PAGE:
Yup, you read that correctly. Inflation actually helps seniors financially because it impacts their annual Social Security cost-of-living adjustment (COLA). Skyrocketing inflation last year resulted in a 5.9 percent COLA increase for 2022. That’s the biggest benefits boost in almost 40 years. It equates to an extra $93 per month on average. The problem is that inflation also means the cost of everything is going up, straining seniors’ spending power. That can pose a problem for people living on fixed incomes.
When calculating its annual COLA, the Social Security Administration looks at U.S. Bureau of Labor Statistics’ Consumer Price Index (CPI). It tracks the prices of common consumer goods like groceries and gasoline. According to CNBC, the CPI climbed 7 percent in December with the rate of inflation hitting its highest level in forty years.
If things don’t change, and consumer prices stay high, we may see another high COLA for 2023. But if inflation starts to subside, and a CNET article says many experts think it should, then retirees may see a smaller COLA next year. Either way, seniors are going to continue to struggle financially.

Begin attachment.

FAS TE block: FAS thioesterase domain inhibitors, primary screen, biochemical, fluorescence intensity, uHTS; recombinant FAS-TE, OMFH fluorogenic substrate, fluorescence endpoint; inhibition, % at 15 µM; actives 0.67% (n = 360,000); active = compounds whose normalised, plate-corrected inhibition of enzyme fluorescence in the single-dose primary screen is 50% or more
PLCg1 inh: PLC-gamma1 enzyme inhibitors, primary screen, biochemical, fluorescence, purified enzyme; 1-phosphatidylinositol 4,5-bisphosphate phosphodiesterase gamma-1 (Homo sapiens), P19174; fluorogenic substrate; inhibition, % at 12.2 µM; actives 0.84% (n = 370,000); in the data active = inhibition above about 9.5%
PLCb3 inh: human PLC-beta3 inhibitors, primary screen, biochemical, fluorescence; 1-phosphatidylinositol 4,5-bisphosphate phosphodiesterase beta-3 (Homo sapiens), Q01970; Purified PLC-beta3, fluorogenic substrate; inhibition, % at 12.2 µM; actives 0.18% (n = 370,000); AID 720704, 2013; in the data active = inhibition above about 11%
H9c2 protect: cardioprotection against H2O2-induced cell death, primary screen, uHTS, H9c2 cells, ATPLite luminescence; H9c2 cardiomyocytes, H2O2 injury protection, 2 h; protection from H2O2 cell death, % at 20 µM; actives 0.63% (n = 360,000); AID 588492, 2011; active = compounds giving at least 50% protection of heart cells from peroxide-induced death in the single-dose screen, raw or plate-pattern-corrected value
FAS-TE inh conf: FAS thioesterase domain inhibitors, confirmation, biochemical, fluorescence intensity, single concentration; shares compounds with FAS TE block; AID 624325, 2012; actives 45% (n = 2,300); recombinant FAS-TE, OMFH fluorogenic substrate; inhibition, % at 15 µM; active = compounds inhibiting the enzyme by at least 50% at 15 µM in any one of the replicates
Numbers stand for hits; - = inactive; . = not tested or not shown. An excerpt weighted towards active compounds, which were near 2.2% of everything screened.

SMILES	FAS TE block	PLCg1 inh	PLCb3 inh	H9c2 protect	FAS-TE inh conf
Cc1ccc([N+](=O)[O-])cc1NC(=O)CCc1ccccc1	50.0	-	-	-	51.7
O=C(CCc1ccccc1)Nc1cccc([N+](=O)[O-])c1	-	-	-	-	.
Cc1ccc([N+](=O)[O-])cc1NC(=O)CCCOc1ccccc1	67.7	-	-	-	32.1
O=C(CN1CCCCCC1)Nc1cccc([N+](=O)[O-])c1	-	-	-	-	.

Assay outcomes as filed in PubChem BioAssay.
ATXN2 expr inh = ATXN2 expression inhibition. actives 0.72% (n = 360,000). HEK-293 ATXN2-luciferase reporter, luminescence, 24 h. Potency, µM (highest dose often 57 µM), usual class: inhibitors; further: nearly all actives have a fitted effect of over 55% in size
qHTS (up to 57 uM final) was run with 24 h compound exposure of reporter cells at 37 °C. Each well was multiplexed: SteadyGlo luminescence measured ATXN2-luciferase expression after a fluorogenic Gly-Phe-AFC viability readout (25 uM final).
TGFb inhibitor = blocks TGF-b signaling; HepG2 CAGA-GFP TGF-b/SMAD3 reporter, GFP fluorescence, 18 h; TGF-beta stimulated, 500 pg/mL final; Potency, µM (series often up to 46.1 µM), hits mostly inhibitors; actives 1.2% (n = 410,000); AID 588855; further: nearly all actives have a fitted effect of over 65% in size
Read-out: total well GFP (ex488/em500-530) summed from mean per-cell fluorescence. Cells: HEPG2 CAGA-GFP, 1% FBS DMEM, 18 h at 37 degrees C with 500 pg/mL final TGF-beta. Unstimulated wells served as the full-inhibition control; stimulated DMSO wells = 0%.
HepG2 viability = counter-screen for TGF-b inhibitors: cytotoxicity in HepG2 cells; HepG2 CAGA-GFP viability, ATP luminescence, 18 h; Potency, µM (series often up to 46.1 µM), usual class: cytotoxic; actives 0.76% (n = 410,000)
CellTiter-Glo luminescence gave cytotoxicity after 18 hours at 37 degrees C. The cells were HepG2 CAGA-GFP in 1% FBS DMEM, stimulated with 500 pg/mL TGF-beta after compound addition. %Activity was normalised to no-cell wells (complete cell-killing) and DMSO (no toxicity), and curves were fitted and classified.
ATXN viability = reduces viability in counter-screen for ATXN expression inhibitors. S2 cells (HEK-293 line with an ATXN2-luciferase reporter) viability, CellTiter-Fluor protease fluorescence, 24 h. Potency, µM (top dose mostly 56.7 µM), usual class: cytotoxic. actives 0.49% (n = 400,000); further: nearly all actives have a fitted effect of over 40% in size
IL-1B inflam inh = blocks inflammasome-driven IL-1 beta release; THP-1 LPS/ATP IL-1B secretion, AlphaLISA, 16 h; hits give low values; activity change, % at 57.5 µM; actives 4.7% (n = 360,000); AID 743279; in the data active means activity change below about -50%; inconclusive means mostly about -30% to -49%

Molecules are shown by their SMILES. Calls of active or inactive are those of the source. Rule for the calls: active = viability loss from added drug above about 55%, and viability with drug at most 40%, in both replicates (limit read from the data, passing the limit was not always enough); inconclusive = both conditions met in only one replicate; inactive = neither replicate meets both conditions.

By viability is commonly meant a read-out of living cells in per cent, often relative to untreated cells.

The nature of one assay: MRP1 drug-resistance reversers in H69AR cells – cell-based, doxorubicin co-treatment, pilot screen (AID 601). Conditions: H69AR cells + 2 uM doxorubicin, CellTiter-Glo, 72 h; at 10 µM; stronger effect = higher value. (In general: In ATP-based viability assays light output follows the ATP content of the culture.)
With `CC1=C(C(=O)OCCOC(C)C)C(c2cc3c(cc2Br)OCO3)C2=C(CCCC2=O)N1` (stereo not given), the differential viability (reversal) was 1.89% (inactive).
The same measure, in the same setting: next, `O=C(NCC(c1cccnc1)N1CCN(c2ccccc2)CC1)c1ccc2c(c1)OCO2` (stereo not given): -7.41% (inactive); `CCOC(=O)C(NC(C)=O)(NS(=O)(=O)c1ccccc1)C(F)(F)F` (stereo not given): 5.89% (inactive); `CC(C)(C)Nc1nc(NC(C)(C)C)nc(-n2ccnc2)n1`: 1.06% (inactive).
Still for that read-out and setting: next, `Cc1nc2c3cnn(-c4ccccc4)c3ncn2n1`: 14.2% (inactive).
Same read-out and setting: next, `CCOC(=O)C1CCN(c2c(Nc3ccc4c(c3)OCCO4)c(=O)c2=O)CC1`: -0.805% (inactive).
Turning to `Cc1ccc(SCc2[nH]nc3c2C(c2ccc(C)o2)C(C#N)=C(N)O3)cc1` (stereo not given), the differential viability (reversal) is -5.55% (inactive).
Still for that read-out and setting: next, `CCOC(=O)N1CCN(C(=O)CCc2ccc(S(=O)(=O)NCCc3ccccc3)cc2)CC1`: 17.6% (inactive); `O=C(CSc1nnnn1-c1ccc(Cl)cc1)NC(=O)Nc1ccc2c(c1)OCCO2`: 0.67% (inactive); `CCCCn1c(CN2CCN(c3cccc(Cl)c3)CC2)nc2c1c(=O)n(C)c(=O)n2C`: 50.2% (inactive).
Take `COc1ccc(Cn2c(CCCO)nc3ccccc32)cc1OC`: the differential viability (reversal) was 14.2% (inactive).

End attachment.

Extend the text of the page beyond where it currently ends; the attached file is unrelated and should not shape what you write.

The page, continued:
The problem remains even if cost of consumer goods goes down. That’s because seniors are still spending more on healthcare than the working population, whose spending habits are considered when calculating Social Security’s annual cost-of-living adjustment. The COLA is based on the increase in the Consumer Price Index (CPI-W) from the third quarter of the previous year through the third quarter of the current year.
The Seniors Trust wants to see the Consumer Price Index for the Elderly (CPI-E) used instead. It factors in the unique expenses facing seniors, namely healthcare and medicine. For example, the standard cost for Medicare Part B jumped 14.5% this year. According to the CNET article, that means an additional $21.60 on average out of seniors’ pockets each month.
The solution is simple. Congress must enact the Social Security Expansion Act. This landmark piece of legislation calls for recalculating COLA using the CPI-E along with providing retirees with a $65 per month benefits boost. As an added bonus, this bill will also shore up the long-term solvency of Social Security, ensuring it is around generations to come.